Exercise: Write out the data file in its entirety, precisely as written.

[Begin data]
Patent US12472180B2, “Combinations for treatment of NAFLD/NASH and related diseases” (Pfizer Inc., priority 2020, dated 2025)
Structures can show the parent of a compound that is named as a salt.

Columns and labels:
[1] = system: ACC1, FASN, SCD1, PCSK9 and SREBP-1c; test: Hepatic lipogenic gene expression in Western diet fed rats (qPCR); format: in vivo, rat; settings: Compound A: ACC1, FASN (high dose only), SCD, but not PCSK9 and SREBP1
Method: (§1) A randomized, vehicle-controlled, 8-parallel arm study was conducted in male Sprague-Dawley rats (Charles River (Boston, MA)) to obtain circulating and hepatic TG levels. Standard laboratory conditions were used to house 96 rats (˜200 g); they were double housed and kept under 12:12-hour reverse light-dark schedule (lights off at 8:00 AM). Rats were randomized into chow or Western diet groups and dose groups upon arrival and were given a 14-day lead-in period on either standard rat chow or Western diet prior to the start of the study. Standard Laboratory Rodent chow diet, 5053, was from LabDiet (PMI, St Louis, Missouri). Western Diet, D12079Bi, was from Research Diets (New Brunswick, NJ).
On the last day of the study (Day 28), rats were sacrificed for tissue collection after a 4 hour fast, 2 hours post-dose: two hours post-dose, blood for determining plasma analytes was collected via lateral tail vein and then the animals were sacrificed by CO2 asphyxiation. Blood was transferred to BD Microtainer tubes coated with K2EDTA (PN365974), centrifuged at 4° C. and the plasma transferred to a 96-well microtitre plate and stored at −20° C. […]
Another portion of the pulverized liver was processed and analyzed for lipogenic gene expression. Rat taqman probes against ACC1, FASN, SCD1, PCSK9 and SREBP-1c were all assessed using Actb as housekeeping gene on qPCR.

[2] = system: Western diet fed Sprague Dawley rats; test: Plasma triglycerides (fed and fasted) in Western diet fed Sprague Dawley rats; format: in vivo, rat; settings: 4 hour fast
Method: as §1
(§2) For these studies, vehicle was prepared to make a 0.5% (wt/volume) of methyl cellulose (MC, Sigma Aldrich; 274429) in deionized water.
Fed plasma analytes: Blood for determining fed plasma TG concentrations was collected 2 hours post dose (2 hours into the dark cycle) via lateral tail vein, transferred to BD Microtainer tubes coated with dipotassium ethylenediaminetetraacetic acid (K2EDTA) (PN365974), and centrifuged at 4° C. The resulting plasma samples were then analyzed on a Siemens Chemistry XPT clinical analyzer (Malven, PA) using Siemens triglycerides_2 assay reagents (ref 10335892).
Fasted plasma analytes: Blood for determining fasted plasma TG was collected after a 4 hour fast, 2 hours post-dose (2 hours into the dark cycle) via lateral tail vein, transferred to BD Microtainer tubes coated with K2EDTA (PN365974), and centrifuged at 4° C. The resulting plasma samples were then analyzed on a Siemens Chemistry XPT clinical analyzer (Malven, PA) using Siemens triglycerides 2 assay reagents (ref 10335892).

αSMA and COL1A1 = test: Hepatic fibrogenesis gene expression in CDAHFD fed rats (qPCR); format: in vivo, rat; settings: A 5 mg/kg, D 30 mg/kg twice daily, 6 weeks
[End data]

Patent US12472180B2, “Combinations for treatment of NAFLD/NASH and related diseases” (Pfizer Inc., priority 2020, dated 2025)
Structures can show the parent of a compound that is named as a salt.

Columns and labels:
[1] = system: ACC1, FASN, SCD1, PCSK9 and SREBP-1c; test: Hepatic lipogenic gene expression in Western diet fed rats (qPCR); format: in vivo, rat; settings: Compound A: ACC1, FASN (high dose only), SCD, but not PCSK9 and SREBP1
Method: (§1) A randomized, vehicle-controlled, 8-parallel arm study was conducted in male Sprague-Dawley rats (Charles River (Boston, MA)) to obtain circulating and hepatic TG levels. Standard laboratory conditions were used to house 96 rats (˜200 g); they were double housed and kept under 12:12-hour reverse light-dark schedule (lights off at 8:00 AM). Rats were randomized into chow or Western diet groups and dose groups upon arrival and were given a 14-day lead-in period on either standard rat chow or Western diet prior to the start of the study. Standard Laboratory Rodent chow diet, 5053, was from LabDiet (PMI, St Louis, Missouri). Western Diet, D12079Bi, was from Research Diets (New Brunswick, NJ).
On the last day of the study (Day 28), rats were sacrificed for tissue collection after a 4 hour fast, 2 hours post-dose: two hours post-dose, blood for determining plasma analytes was collected via lateral tail vein and then the animals were sacrificed by CO2 asphyxiation. Blood was transferred to BD Microtainer tubes coated with K2EDTA (PN365974), centrifuged at 4° C. and the plasma transferred to a 96-well microtitre plate and stored at −20° C. […]
Another portion of the pulverized liver was processed and analyzed for lipogenic gene expression. Rat taqman probes against ACC1, FASN, SCD1, PCSK9 and SREBP-1c were all assessed using Actb as housekeeping gene on qPCR.

[2] = system: Western diet fed Sprague Dawley rats; test: Plasma triglycerides (fed and fasted) in Western diet fed Sprague Dawley rats; format: in vivo, rat; settings: 4 hour fast
Method: as §1
(§2) For these studies, vehicle was prepared to make a 0.5% (wt/volume) of methyl cellulose (MC, Sigma Aldrich; 274429) in deionized water.
Fed plasma analytes: Blood for determining fed plasma TG concentrations was collected 2 hours post dose (2 hours into the dark cycle) via lateral tail vein, transferred to BD Microtainer tubes coated with dipotassium ethylenediaminetetraacetic acid (K2EDTA) (PN365974), and centrifuged at 4° C. The resulting plasma samples were then analyzed on a Siemens Chemistry XPT clinical analyzer (Malven, PA) using Siemens triglycerides_2 assay reagents (ref 10335892).
Fasted plasma analytes: Blood for determining fasted plasma TG was collected after a 4 hour fast, 2 hours post-dose (2 hours into the dark cycle) via lateral tail vein, transferred to BD Microtainer tubes coated with K2EDTA (PN365974), and centrifuged at 4° C. The resulting plasma samples were then analyzed on a Siemens Chemistry XPT clinical analyzer (Malven, PA) using Siemens triglycerides 2 assay reagents (ref 10335892).

αSMA and COL1A1 = test: Hepatic fibrogenesis gene expression in CDAHFD fed rats (qPCR); format: in vivo, rat; settings: A 5 mg/kg, D 30 mg/kg twice daily, 6 weeks